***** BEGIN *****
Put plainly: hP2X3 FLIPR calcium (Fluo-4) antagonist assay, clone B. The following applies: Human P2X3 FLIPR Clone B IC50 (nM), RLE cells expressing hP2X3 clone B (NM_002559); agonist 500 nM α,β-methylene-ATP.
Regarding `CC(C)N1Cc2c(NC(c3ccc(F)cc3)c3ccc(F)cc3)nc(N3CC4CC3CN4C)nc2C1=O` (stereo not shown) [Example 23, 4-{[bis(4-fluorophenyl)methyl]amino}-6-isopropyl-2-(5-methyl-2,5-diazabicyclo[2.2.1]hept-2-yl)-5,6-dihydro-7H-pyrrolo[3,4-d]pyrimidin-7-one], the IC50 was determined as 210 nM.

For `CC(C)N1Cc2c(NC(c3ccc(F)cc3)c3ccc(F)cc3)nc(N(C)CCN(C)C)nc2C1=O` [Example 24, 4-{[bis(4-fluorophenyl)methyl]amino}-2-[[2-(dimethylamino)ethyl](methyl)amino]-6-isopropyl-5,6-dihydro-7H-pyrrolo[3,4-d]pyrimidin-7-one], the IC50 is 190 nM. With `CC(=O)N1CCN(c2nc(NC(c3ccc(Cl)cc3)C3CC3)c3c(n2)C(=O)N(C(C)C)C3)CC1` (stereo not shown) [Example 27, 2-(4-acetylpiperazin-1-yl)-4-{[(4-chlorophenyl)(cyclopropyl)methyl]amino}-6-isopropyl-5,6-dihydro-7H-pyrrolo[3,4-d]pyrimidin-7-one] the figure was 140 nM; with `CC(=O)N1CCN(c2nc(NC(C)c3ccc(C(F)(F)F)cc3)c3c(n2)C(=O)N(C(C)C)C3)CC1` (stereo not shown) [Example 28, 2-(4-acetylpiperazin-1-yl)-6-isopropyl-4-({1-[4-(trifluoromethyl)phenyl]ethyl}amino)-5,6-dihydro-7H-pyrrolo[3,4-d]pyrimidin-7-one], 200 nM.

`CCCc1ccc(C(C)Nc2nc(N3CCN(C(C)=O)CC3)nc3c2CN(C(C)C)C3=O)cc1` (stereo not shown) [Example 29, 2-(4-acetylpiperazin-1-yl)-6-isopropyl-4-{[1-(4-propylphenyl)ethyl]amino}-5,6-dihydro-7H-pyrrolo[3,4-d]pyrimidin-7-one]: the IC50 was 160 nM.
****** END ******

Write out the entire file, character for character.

Put plainly: hP2X3 FLIPR calcium (Fluo-4) antagonist assay, clone B. The following applies: Human P2X3 FLIPR Clone B IC50 (nM), RLE cells expressing hP2X3 clone B (NM_002559); agonist 500 nM α,β-methylene-ATP.
Regarding `CC(C)N1Cc2c(NC(c3ccc(F)cc3)c3ccc(F)cc3)nc(N3CC4CC3CN4C)nc2C1=O` (stereo not shown) [Example 23, 4-{[bis(4-fluorophenyl)methyl]amino}-6-isopropyl-2-(5-methyl-2,5-diazabicyclo[2.2.1]hept-2-yl)-5,6-dihydro-7H-pyrrolo[3,4-d]pyrimidin-7-one], the IC50 was determined as 210 nM.

For `CC(C)N1Cc2c(NC(c3ccc(F)cc3)c3ccc(F)cc3)nc(N(C)CCN(C)C)nc2C1=O` [Example 24, 4-{[bis(4-fluorophenyl)methyl]amino}-2-[[2-(dimethylamino)ethyl](methyl)amino]-6-isopropyl-5,6-dihydro-7H-pyrrolo[3,4-d]pyrimidin-7-one], the IC50 is 190 nM. With `CC(=O)N1CCN(c2nc(NC(c3ccc(Cl)cc3)C3CC3)c3c(n2)C(=O)N(C(C)C)C3)CC1` (stereo not shown) [Example 27, 2-(4-acetylpiperazin-1-yl)-4-{[(4-chlorophenyl)(cyclopropyl)methyl]amino}-6-isopropyl-5,6-dihydro-7H-pyrrolo[3,4-d]pyrimidin-7-one] the figure was 140 nM; with `CC(=O)N1CCN(c2nc(NC(C)c3ccc(C(F)(F)F)cc3)c3c(n2)C(=O)N(C(C)C)C3)CC1` (stereo not shown) [Example 28, 2-(4-acetylpiperazin-1-yl)-6-isopropyl-4-({1-[4-(trifluoromethyl)phenyl]ethyl}amino)-5,6-dihydro-7H-pyrrolo[3,4-d]pyrimidin-7-one], 200 nM.

`CCCc1ccc(C(C)Nc2nc(N3CCN(C(C)=O)CC3)nc3c2CN(C(C)C)C3=O)cc1` (stereo not shown) [Example 29, 2-(4-acetylpiperazin-1-yl)-6-isopropyl-4-{[1-(4-propylphenyl)ethyl]amino}-5,6-dihydro-7H-pyrrolo[3,4-d]pyrimidin-7-one]: the IC50 was 160 nM.